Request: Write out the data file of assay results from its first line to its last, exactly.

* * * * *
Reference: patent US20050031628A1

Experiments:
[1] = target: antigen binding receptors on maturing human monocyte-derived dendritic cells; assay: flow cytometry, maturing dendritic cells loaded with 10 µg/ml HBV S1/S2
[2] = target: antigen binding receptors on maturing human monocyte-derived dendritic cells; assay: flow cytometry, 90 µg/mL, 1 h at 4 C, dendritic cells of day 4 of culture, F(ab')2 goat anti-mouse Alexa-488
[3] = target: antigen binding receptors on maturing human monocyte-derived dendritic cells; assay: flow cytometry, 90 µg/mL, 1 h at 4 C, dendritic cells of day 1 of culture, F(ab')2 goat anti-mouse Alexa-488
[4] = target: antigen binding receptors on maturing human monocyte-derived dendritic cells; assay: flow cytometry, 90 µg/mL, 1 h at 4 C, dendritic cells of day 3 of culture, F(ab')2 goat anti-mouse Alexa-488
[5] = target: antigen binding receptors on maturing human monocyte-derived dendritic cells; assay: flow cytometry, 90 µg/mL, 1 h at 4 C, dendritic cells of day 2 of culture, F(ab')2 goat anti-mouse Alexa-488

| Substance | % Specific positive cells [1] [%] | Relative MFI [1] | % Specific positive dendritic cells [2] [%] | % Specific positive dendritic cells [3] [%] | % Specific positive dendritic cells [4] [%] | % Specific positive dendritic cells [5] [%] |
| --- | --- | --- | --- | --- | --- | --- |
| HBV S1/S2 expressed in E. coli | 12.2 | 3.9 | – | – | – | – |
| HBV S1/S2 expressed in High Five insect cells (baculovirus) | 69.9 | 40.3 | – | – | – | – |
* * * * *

Reference: patent US20050031628A1

Experiments:
[1] = target: antigen binding receptors on maturing human monocyte-derived dendritic cells; assay: flow cytometry, maturing dendritic cells loaded with 10 µg/ml HBV S1/S2
[2] = target: antigen binding receptors on maturing human monocyte-derived dendritic cells; assay: flow cytometry, 90 µg/mL, 1 h at 4 C, dendritic cells of day 4 of culture, F(ab')2 goat anti-mouse Alexa-488
[3] = target: antigen binding receptors on maturing human monocyte-derived dendritic cells; assay: flow cytometry, 90 µg/mL, 1 h at 4 C, dendritic cells of day 1 of culture, F(ab')2 goat anti-mouse Alexa-488
[4] = target: antigen binding receptors on maturing human monocyte-derived dendritic cells; assay: flow cytometry, 90 µg/mL, 1 h at 4 C, dendritic cells of day 3 of culture, F(ab')2 goat anti-mouse Alexa-488
[5] = target: antigen binding receptors on maturing human monocyte-derived dendritic cells; assay: flow cytometry, 90 µg/mL, 1 h at 4 C, dendritic cells of day 2 of culture, F(ab')2 goat anti-mouse Alexa-488

| Substance | % Specific positive cells [1] [%] | Relative MFI [1] | % Specific positive dendritic cells [2] [%] | % Specific positive dendritic cells [3] [%] | % Specific positive dendritic cells [4] [%] | % Specific positive dendritic cells [5] [%] |
| --- | --- | --- | --- | --- | --- | --- |
| HBV S1/S2 expressed in E. coli | 12.2 | 3.9 | – | – | – | – |
| HBV S1/S2 expressed in High Five insect cells (baculovirus) | 69.9 | 40.3 | – | – | – | – |